Limescale deposits in the narrower sense denotes the precipitation and / or sedimentation of calcium carbonate ("carbonate of lime"), however, like calcification as a term for the corresponding process, it is also used for analogous formations or processes in which salts other than calcium carbonate, but mostly Calcium salts , are involved:
- In geology, various sedimentary rocks made of calcium carbonate and various admixtures with different origins, for example chalk , reef limestone and travertine ; see limestone , sinter
- in household and technology mostly deposits on fittings, tiles or so-called boiler scale in pots, various equipment and pipes. They arise from the precipitation of mainly calcium carbonate from water; see water hardness .
- In medicine, deposits of calcium salts in the bones ( ossification ), calcareous deposits in tendons and tendon attachments ( tendinitis calcarea ) and non-specific inorganic plaques, especially in arterial vessels , which in many cases have a life-shortening effect. The latter process is often referred to as "hardening of the arteries", even if calcium carbonate does not play a role. For technical terms, see atherosclerosis (arteriosclerosis), parathyroid hormone- induced calcium infiltration of the tissues , microcalcifications in mammography and calcinosis ("chalking", e.g. tuberculous lesions ); see also Fetuin ("anti-calcification protein" in blood plasma )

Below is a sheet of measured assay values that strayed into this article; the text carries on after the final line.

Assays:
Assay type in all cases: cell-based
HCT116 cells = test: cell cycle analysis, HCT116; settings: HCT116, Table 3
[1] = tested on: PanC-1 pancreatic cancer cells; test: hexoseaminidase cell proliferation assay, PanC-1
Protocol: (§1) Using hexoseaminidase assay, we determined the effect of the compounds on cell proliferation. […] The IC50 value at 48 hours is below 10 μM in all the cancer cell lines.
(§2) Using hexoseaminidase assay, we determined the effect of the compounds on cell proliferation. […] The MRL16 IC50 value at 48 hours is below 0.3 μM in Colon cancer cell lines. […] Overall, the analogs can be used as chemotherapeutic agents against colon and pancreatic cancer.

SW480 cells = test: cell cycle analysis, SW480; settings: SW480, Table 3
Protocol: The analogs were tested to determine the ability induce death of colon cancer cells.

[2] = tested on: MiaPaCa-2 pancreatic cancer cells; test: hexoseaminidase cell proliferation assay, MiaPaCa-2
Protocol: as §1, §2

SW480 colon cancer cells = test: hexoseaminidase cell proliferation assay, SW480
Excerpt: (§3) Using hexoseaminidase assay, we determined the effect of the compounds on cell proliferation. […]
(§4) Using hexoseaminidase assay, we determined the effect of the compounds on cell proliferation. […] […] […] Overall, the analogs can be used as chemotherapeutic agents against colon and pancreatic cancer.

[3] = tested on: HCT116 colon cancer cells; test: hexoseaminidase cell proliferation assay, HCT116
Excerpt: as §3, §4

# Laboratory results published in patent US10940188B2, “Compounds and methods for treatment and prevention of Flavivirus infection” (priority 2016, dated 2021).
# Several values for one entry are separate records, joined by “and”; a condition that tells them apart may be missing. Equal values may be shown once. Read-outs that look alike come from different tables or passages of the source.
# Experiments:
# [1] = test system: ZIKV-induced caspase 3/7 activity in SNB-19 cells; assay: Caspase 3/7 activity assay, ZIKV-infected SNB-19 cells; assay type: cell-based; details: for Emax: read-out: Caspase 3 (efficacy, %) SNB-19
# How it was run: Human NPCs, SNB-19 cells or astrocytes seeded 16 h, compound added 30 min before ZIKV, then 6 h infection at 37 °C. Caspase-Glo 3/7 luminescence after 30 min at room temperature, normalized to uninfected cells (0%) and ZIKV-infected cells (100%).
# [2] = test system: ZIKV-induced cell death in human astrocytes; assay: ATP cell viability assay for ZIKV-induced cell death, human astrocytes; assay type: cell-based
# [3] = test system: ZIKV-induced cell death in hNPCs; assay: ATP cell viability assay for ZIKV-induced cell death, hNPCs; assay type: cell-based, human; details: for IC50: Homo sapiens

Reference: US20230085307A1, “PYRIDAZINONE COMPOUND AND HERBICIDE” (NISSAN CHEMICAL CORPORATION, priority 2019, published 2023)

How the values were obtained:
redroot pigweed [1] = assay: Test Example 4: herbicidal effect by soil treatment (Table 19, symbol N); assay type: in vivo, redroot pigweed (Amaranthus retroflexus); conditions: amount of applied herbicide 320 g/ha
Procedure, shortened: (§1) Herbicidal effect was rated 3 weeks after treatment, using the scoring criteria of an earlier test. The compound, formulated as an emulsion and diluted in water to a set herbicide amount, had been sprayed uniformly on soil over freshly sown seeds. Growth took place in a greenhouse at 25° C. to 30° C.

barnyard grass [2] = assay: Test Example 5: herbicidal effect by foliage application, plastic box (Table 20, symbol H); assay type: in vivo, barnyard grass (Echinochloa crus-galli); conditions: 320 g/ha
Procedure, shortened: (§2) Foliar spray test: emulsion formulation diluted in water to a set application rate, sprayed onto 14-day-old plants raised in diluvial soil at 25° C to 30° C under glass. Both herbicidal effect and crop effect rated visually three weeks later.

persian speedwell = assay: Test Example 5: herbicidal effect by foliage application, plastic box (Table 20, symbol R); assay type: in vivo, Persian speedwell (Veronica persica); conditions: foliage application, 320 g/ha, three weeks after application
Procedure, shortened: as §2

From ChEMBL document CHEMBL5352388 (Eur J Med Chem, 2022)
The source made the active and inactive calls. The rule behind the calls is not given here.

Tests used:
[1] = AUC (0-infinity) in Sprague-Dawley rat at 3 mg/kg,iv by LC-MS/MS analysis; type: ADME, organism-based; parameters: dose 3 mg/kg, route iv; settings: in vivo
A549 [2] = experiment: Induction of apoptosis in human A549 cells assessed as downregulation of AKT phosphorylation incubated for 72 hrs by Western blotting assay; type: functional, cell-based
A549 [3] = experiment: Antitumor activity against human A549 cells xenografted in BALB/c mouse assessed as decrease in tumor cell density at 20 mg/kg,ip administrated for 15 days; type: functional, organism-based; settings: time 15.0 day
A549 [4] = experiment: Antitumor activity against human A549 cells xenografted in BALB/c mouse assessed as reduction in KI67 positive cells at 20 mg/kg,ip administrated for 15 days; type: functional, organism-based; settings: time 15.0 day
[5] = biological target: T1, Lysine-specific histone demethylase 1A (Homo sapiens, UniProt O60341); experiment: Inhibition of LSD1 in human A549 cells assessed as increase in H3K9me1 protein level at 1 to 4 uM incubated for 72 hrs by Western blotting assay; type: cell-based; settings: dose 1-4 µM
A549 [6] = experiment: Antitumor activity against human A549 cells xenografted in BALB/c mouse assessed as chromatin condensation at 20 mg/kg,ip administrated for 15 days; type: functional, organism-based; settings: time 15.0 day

- Colloquially, a person with declining cognitive abilities is called calcified ( Fahr's disease ), although deposits in the brain do not in principle allow any conclusions to be drawn about performance.
- Gustav Peter, Marc Ladner, René Muntwyler: Baustofflehre. University publisher at the ETH Zurich, Zurich 1995, ISBN 978-3-519-05052-0 , p. 43.
- Calcified head does not like studying (accessed August 31, 2018)